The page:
Dellschau, Charles A. A. (1830-1923) – Visionary Artist – He was born in Germany, immigrated to America and docked in Galveston in 1849. Shortly after his arrival tales of fabulous wealth from the California gold fields reached Texas and Dellschau joined other “Forty Niners” in the Great California Gold Rush. Being a gold miner was not his long suit. After several years Dellschau returned to Texas. Here he got a job as a butcher and worked for the next 30 years. Dellschau married and had a family. Tragically, he lost two wives and three of his four children. He moved in with his remaining daughter in Houston. There he joined her husband’s company and sold saddles and leather goods until retirement.
Most importantly to his art career was his supposed joining the Sonora Aero Club when he was in California. Their goal was to build an airship capable of transcontinental flights. While the idea of men interested in such travel having a club seems feasible, the existence of the Sonora Aero Club remains in doubt. Most likely, it is a combination of reality and fantasy. A theory Dellschau vehemently denied. Residing in the garage apartment with a hermit type life style (no one knew the works existed), he painted pictures of what he called the Club’s aeronautic ideas.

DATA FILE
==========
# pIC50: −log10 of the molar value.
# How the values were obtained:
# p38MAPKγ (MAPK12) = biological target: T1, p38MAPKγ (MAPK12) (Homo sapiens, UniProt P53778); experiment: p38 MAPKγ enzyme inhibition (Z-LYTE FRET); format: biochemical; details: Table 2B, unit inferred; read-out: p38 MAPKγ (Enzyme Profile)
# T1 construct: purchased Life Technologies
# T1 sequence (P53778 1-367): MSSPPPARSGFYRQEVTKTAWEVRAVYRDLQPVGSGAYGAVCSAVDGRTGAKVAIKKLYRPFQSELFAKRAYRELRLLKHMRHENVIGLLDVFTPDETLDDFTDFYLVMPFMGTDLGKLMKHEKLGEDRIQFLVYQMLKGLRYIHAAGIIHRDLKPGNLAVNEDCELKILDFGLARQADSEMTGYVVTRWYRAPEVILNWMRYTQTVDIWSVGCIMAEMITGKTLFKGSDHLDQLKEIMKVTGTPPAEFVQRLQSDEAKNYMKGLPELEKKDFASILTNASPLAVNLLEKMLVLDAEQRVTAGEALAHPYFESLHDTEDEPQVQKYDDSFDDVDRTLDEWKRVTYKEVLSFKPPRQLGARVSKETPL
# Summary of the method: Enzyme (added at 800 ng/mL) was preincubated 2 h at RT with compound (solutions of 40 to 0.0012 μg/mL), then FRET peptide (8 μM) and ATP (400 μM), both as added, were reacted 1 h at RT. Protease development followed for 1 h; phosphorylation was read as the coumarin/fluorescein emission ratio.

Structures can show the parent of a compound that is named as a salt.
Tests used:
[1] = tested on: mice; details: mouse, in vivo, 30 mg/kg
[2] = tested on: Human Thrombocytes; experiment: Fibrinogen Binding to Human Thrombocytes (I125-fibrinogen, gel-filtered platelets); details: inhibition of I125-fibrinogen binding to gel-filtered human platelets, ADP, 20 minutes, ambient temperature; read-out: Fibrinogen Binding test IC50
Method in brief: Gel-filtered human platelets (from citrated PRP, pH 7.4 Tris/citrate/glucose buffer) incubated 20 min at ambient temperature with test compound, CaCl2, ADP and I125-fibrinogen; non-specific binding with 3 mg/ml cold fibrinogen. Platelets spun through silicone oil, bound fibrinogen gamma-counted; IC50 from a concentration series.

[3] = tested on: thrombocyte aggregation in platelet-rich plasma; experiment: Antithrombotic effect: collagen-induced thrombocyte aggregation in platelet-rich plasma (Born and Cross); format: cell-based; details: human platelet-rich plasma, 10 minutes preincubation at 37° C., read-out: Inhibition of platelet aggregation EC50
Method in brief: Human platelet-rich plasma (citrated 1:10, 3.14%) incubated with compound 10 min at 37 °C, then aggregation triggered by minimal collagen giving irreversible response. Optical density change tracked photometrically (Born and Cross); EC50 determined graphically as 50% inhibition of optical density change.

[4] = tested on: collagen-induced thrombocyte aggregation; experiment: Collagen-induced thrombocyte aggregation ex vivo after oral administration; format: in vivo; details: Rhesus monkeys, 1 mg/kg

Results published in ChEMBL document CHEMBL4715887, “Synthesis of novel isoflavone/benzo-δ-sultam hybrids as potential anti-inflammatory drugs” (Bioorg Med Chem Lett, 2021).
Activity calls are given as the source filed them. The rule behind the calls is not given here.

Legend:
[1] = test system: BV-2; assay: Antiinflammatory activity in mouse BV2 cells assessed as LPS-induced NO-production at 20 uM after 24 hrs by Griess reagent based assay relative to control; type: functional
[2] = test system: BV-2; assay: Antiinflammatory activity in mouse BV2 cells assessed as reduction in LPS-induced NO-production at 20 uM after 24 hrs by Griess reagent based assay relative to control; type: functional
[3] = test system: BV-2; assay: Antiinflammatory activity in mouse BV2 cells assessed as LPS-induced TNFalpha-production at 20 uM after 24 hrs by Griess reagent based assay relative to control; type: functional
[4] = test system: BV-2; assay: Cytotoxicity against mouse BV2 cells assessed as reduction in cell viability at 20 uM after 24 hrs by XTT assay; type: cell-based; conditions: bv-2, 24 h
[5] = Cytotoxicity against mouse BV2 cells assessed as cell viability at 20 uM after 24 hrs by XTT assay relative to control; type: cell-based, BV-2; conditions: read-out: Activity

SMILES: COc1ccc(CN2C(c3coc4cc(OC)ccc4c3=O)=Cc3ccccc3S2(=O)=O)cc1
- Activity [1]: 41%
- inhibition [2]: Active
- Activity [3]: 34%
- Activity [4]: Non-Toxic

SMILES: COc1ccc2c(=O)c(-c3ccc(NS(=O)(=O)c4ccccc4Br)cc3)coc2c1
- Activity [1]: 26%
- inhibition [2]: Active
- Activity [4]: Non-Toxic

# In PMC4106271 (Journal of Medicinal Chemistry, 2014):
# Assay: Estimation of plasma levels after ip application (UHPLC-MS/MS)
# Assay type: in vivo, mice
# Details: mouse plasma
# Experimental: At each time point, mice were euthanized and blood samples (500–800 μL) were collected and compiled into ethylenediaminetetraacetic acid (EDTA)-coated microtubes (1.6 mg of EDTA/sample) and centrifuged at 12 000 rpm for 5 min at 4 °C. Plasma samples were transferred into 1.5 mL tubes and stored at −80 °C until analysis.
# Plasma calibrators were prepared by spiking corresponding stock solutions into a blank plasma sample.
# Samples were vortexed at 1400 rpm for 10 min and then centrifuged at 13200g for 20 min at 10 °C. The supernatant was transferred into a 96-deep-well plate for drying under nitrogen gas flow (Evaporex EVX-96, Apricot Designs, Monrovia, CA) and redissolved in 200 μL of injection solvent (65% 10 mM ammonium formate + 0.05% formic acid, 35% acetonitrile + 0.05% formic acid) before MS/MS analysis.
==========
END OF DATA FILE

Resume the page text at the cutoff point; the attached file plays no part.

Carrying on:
Art experts believe he produced a painting every two or three days for the next 20 years. He bound these paintings and collages into volumes. Between 1908 and 1921 he produced 12 thick tomes. His drawings resemble highly detailed hot air balloons. They were done in watercolor, pencil and ink mixed with collages. Dellschau painted circus tent like striped boarders on each painting. These works of art were stored in his daughter’s attic for 40 years.
After his death the 12 volumes were put in the garbage. An antique dealer named Fred Washington salvaged them. Luckily, an art history student, Mary Jane Victor, found them in Washington’s store. She took four to art patron Dominique de Menil. Four of the other eight were sold later to the San Antonio Museum Association and the balance to art collectors. Today he is remembered as one of the first folk artists in America. Dellschau’s works are highly collectable and very expensive. For more information, please visit Intuitive Eye.
Detering, Lena (1874-1958) – Pioneer Woman – Like her husband, Herman Eberhard Detering, Lena was born in Germany and immigrated to America in the 1870s. They opened a general store on Washington Avenue. The Detering’s had five children. In 1926, one son, Carl, and his brother Herman founded The Detering Company, a supplier of building materials. The company is still in business today and is run by a third generation family member, Carl Jr.